Specify optional pairs of arguments as Name1=Value1,...,NameN=ValueN, where Name is the argument name and Value is the corresponding value. Name-value arguments must appear after other arguments, but the order of the pairs does not matter.

    Example: MPDICT = wmpdictionary(100,lstcpt={'dct','RnIdent'})

    Before R2021a, use commas to separate each name and value, and enclose Name in quotes.

    Example: MPDICT = wmpdictionary(100,'lstcpt',{'dct','RnIdent'})

    Prepended subdictionary, specified as an N-by-M matrix, where N is the length of the input signal. wmpdictionary does not check that the M column vectors of the prepended dictionary form a basis. If you do not specify a value for lstcpt, the subdictionary is prepended to the default dictionary. The column vectors in the prepended subdictionary do not have to be unit-norm.

    Data Types: double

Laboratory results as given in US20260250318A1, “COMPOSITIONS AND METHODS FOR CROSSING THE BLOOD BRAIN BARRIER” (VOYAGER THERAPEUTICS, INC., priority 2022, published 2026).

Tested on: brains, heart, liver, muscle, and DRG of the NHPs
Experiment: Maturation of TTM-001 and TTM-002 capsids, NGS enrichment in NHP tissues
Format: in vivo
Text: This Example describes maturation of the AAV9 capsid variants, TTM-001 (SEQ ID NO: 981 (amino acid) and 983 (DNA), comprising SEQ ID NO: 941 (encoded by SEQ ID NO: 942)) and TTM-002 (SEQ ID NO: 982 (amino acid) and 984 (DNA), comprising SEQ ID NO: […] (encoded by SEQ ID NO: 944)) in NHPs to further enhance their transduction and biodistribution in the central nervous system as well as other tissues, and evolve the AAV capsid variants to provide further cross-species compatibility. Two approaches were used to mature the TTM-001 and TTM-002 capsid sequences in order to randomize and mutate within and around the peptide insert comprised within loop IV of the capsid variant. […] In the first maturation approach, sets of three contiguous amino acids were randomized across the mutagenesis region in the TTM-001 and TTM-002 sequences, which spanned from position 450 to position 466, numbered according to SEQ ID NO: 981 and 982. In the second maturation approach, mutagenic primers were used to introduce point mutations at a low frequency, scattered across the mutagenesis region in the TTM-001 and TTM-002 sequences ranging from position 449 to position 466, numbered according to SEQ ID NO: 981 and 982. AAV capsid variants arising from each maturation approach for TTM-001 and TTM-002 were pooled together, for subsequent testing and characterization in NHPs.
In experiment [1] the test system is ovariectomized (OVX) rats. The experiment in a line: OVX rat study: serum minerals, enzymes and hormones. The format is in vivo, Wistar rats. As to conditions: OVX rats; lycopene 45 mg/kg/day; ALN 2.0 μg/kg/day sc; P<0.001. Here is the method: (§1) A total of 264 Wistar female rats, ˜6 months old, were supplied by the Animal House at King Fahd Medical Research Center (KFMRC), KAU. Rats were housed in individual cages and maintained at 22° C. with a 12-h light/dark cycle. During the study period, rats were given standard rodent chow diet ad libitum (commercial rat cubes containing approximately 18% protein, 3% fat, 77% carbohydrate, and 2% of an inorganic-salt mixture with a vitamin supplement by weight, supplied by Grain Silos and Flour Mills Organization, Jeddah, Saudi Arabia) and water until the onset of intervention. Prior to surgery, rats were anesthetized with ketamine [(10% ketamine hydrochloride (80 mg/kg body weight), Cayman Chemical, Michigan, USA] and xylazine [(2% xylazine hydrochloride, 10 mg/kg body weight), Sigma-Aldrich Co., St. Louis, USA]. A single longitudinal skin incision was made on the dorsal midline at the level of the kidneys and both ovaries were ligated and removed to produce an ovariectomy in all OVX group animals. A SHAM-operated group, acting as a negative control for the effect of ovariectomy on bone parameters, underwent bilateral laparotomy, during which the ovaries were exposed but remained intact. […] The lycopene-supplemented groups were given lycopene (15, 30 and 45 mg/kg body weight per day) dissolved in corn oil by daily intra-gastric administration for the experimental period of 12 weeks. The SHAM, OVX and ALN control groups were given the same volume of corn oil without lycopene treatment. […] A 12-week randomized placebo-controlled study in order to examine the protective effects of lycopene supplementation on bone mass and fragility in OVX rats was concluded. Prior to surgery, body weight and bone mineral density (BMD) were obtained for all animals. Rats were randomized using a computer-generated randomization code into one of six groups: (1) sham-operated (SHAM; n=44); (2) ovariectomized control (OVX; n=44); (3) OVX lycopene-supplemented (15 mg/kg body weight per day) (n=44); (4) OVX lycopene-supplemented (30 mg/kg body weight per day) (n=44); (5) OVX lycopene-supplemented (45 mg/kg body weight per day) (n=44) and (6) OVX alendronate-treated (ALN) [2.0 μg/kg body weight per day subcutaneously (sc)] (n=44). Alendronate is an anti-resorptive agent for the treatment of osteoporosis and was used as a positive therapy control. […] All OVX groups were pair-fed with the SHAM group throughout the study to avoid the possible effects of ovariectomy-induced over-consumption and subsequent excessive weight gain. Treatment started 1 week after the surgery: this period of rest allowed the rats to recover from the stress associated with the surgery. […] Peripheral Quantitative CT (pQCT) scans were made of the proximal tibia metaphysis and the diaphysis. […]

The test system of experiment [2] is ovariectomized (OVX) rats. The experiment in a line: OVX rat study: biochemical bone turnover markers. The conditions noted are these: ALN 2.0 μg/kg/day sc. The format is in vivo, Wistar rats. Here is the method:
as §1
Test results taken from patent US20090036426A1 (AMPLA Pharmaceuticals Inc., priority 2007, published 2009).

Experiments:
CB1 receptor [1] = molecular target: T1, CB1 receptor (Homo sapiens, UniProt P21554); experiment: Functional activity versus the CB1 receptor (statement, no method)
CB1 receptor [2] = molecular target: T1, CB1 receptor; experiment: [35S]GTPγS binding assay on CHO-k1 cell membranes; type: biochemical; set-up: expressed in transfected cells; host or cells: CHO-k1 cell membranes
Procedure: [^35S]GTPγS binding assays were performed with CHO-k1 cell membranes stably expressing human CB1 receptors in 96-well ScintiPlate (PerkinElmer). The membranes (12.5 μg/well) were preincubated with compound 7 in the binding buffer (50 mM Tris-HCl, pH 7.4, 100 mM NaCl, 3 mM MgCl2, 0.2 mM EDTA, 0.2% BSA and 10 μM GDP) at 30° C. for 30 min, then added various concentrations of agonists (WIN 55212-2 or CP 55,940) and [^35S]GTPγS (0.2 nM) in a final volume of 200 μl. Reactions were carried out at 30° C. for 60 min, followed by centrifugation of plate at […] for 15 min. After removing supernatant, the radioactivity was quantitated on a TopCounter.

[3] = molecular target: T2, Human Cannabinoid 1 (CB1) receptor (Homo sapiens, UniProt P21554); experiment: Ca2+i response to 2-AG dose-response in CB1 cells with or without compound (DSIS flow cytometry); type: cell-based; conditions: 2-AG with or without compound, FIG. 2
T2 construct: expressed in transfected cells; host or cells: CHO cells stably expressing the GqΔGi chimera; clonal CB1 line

Appended subdictionary, specified as an N-by-M matrix, where N is the length of the input signal. wmpdictionary does not check that the M column vectors of the prepended dictionary form a basis. If you do not specify a value for lstcpt, the subdictionary is appended to the default dictionary. The column vectors in the appended subdictionary do not have to be unit-norm.

    Data Types: double

    A cell array of cell arrays with valid subdictionaries. Each cell array describes one subdictionary. Valid subdictionaries are:

    • A valid Wavelet Toolbox™ orthogonal or biorthogonal wavelet family short name with the number of vanishing moments and an optional decomposition level and extension mode. For example, {'sym4',5} denotes the Daubechies least-asymmetric wavelet with 4 vanishing moments at level 5 and the default extension mode 'per'. If you do not specify the optional level and extension mode, the decomposition level defaults to 5 and the extension mode to 'per'.